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From the designer of Pursue the Pennant, comes the last word in realism in baseball simulations combining realism, strategy, playability and statistical accuracy as never before. Games Magazines Best New Sports Game for 1996. The DYNASTY League Baseball 1999 Season Official Rulebook 2000 Edition also includes an offer for a free set of game charts, ball park charts and percentile dice.
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Fantasy never as much fun as boards reality
Fantasy and rotisserie leagues are the rage these days, but I dont understand their appeal. Fantasy Leagues are about nothing more than money and results, and playing them is about as fun and imaginative as reading the morning stock table. Who wants to play general manager and recreate a contract negotiation with Albert Belles agent? And what possible pleasure can there be in pretending to be Bud Selig or Art Modell?
The old reliable sports board games are much better. They allow fans to step into the dugout and become manager, then play out an entire game while the players flash in their imagination. There were at least half a dozen of these games when I was growing up, and fans often would pick among them as if choosing a church.
I was partial to Statis-Pro and became a journalist because of it. While working my way through college as a night security guard at an exclusive tennis club, I would kill time and stay awake by playing the game all night. I created an eight-team league, played a 154 game schedule, compiled daily stats and wrote the game recaps (complete with boxscores). It wasnt long before I decided sportswriting was a far superior career to pursue than night security.
Thats another reason why these games are superior to fantasy leagues. Even if your favorite team loses in real life, you can play the games over and over until it wins. -- Jim Caple, St. Paul Pioneer Press
The ad and brochure are hard to resist, with catch phrases like: "A new era in baseball has begun...realism you never thought possible...for those fans who won't settle for second place." Well, these guys aren't kidding.
This year's newcomer to the tabletop, Windows and Macintosh baseball simulation market, Dynasty League Baseball, is a clear winner in all respects!
Dynasty League is designed by Mike Cieslinski, the same guy who created Pursue the Pennant. Dynasty League's parentage is obvious: the game uses "percentile" dice and even comes in the same size box as PTP. But Dynasty League goes way beyond PTP in realism WITHOUT sacrificing playability.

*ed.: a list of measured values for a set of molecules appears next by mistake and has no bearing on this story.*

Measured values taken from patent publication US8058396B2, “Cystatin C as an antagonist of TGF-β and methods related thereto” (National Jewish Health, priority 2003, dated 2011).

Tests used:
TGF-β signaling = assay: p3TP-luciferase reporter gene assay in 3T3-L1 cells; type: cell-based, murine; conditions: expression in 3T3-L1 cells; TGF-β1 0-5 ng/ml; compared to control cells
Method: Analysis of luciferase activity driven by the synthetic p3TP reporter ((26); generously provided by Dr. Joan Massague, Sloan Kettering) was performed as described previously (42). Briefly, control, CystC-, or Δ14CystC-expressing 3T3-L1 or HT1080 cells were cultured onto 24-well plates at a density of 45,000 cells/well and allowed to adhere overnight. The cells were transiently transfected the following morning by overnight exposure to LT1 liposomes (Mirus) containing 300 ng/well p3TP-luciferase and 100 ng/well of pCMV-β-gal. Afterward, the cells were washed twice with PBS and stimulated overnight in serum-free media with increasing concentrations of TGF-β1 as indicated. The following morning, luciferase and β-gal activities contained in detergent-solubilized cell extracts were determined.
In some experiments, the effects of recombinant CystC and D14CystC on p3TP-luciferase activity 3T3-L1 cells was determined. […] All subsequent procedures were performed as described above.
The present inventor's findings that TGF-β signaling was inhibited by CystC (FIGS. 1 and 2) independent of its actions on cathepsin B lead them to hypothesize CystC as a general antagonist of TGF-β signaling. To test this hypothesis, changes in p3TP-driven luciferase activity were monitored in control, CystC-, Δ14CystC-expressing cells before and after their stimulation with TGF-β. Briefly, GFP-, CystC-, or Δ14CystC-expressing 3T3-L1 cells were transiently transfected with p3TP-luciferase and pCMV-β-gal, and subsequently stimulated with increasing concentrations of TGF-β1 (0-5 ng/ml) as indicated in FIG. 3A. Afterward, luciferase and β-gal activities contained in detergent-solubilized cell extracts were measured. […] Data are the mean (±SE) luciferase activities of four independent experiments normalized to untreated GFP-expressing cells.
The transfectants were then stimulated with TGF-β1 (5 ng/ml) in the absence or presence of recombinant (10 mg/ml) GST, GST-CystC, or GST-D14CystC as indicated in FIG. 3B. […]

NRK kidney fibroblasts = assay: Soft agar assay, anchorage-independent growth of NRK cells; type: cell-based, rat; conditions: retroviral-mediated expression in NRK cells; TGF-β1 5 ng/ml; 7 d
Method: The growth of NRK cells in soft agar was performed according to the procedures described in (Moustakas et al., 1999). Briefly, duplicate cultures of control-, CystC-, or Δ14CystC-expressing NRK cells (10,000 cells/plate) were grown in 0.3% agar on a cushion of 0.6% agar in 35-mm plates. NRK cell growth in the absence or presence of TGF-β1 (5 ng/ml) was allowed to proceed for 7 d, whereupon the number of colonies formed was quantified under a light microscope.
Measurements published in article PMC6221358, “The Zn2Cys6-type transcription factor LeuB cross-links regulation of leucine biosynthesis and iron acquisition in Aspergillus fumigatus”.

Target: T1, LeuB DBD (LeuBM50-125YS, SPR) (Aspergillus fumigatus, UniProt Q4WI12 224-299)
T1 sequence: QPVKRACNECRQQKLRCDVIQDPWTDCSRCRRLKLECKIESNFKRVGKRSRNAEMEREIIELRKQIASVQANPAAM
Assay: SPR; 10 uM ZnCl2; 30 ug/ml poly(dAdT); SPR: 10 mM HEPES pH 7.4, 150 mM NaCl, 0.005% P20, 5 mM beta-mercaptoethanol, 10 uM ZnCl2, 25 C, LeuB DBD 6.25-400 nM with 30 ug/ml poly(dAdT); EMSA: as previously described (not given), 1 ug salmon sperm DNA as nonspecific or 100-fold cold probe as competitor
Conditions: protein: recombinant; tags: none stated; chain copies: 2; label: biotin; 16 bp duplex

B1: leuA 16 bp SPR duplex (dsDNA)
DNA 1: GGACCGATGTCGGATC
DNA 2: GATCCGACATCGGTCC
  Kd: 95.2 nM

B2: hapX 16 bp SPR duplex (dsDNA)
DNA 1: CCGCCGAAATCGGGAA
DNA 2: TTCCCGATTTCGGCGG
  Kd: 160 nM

This is accomplished by the novel use of coding on the player cards. A single range of die rolls on a player card may have up to four different results, depending on the situation (normal, clutch hitting, infield in, tired pitcher, etc). Each of these different situations is coded right on the player card (and the key to what code corresponds to what situation is given on each card as well). If two situations apply, you use the situation closest to the left side of the card. The effect is that you get a wide variety of play results right on the player card without a lot of additional chart referencing. -- Steve Lopez, Replay Review
This Dynasty has everything, and then some
For those of us who can never stop replaying the 1982 World Series, there may be a solution: Dynasty League Baseball. In the spirit of interleague play, we sat down recently with the creator of this game, Michael Cieslinski, formerly of Brookfield. Cieslinski has relocated to Florida, undoubtedly in search of better baseball weather, but during a recent visit he was happy to preside over a rematch between the '82 Brewers and Cardinals.
Cieslinski, 38, is a professional in this endeavor. He previously developed the board game Pursue the Pennant, which was an amazingly lifelike representation of baseball. Dynasty League Baseball, which is available as both a board game and a computer game, is even better.
Cieslinski works from a data base that the Internal Revenue Service would envy. It is one thing to have variables on all the basics -- hitting, pitching, fielding. It is another to have range, clutch hitting, injury frequency. It is still another to have weather conditions, umpiring tendencies, team chemistry.
A lifetime of work went into this game, and that is why it works. Cieslinski has a degree in marketing from the University of Miami and he formerly worked in public relations for the minor-league Miami Marlins and the Baltimore Orioles. -- Michael Bauman, Milwaukee Journal Sentinel Online, June 19, 1997
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